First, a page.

High Country News October 14, 1996
Environmentalists join with political consultants to try to find a way to woo fickle Western voters.
Democrat Ted Strickland and Republican Wayne Allard trade environmental jabs and punches in a tight Senate race in Colorado.
Liberal Democrat Ross Anderson may prevail against millionaire Republican and frequent political candidate Merrill Cook in Utah.
In Montana's race for the House, mud-slinging Republican Rick Hill tackles a charismatic, Democratic Crow Indian, Bill Yellowtail, whose checkered past includes wife-battering.
In California, Michela Alioto, granddaughter of former San Francisco mayor Joseph Alioto, offers a green-sounding alternative to Republican incumbent Frank Riggs.
In Montana, Democratic incumbent Max Baucus forges ahead of Republican challenger Dennis Rehberg in the race for the Senate.
In Washington, environmentalists defeated in the 1992 election scramble to mobilize the suburbs and win back the state's voters.
In Arizona, a state with a history of eccentric and sometimes impeached politicians, Democrat Steve Owens challenges colorful Republican congressman J.D. Hayworth.
In Nevada, a tight race for Congress has Republican John Ensign and Democrat Bob Coffin arguing over which of them hates the Yucca Mountain Nuclear Repository the most.
HCN board meeting in Driggs, Idaho; Writers on the Range at HCN; fall visitors; research fund drive; correction.
Rachael Paschal of the Center for Environmental Law and Policy tries to convince Washington state that there is not enough water for everyone who wants it.
The four wolves shot for killing livestock in Montana had badly maimed paws - and 14 puppies to feed.
Rutting elk go after human women in Yellowstone National Park.
Boise residents acquire sandbags in expectation of a bad flood season.
The Nature Conservancy purchases the Dugout Ranch near Canyonlands National Park in Utah, to prevent the land from being subdivided and developed.
Through lawsuits and activism, the Navajos in Utah's San Juan County win rights taken for granted by Anglos.
Statistics on San Juan County, Utah
The under-rated issue of voter turnout may be the key to a shift in Washington politics.
The National Fish and Wildlife Foundation announces winners at its "Bring Back the Natives" campaign to restore riparian areas and native fish.
The Older American Program encourages retirees to help out at national forests and parks.
The Mineral Policy Center publishes "The Green Mining Guide: Mining Experts You Can Call."
The Western Colorado Congress gives out "Not-So-Smart Growth" awards.
The 18th annual public lands law conference in Missoula, Mont., Oct. 24-25, is called "Managing America's Public Lands: Proposals For the Future."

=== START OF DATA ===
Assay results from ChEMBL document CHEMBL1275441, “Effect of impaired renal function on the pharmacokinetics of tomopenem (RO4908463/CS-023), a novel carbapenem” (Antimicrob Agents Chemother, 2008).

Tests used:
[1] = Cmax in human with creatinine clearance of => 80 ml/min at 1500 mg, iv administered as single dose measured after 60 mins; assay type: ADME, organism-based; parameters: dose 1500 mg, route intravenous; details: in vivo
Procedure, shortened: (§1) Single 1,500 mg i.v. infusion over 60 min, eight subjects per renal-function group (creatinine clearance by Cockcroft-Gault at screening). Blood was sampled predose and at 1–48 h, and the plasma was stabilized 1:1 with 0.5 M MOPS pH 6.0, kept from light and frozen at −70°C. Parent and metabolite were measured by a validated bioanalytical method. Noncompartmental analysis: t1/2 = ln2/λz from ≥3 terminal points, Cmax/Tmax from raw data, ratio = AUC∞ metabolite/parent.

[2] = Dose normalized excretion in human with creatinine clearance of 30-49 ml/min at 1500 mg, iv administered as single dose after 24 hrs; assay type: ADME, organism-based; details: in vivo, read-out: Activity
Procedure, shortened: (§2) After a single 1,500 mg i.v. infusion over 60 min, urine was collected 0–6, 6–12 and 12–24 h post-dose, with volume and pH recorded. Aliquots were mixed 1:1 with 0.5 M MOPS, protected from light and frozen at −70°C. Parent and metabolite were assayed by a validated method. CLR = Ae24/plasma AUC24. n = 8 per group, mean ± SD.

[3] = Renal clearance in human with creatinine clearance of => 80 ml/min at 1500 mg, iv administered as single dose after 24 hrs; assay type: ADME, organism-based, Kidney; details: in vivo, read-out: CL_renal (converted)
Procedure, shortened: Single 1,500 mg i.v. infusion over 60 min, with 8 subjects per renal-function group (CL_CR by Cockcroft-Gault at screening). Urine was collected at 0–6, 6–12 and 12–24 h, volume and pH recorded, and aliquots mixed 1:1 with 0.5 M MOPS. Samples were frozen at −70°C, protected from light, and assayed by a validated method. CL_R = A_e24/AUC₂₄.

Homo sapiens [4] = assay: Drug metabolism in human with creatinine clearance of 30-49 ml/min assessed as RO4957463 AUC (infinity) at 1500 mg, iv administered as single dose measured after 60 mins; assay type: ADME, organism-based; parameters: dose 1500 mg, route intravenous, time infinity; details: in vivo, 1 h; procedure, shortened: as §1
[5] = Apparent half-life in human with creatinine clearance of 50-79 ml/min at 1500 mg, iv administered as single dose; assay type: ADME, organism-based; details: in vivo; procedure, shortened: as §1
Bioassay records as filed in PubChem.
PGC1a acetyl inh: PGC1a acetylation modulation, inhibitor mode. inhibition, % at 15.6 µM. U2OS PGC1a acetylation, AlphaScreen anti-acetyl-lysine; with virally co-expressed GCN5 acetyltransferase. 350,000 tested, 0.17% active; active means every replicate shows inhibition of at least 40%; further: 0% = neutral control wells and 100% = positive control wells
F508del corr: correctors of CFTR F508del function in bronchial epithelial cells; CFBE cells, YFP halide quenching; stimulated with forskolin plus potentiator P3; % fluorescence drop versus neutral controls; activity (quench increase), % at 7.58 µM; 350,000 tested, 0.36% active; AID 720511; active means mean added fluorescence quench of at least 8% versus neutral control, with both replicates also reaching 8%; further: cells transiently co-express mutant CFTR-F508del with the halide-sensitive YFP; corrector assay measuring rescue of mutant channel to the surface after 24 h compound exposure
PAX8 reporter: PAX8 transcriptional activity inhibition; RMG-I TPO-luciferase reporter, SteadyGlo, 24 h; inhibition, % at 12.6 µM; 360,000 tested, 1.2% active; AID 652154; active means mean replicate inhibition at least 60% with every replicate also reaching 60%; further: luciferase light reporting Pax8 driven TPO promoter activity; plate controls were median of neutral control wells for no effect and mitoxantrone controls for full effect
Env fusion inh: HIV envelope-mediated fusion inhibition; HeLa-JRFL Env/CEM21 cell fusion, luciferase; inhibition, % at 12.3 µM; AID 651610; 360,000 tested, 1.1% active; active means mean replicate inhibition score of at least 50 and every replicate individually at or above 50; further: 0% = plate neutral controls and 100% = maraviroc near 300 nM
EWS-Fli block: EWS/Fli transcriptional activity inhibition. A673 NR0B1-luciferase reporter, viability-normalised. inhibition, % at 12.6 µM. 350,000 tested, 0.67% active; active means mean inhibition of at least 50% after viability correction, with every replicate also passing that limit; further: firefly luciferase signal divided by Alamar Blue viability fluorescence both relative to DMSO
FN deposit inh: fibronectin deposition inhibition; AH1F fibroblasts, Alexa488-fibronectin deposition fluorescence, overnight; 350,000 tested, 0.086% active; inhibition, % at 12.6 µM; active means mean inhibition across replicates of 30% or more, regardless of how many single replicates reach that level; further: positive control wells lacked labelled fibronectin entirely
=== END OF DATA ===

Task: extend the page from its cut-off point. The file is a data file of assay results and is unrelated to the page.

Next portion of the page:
"Utopian Vistas: The Mabel Dodge Luhan House and the American Counterculture" by Lois Palken Rudnick is reviewed.
Economist Thomas Michael Power says wise-use supporters are worshiping at the rear-view mirror and need to accept the fact that the West is changing.
A transplant to Montana is piqued by the fuss made over who is a newcomer and who is a native in the West.
Heard Around the West
Rebuilt hwy floods Murray, Idaho; canned salmon endangered by consumers; faithful rats; dark side of Grand Junction, Colo.; wolves harass skiers in Washington; Rep. Charles Taylor loses wager on logging; religiously segregated Colorado cemetery.
Indian activist Russell LaFountaine drives across the West in a motorhome called "Vote-Catcher "96," trying to encourage Native Americans to vote.
Colorado's other congressional races are almost over, most analysts say.
Not many surprises in store for Utah in upcoming elections, analysts say.
In Montana, Republican Marc Racicot will probably stay governor, although other races could tilt the state back to the middle.
In Washington, Democrats hope to win back the state Legislature that went to Republicans two years ago.
Republicans seem to be solidly entrenched in Arizona, but some environmentalists see a possible shift in the direction of moderation.
Environmental concerns may help moderates regain ground in Idaho.
Democrats hope to make progress in Oregon at both state and national levels.
In New Mexico, Native American gambling interests fight a battle against environmentalist candidates.
The fate of school-trust lands and other public-land issues divide Democrat Kathy Karpan and Republican Mike Enzi in the race for retiring Sen. Alan Simpson's seat.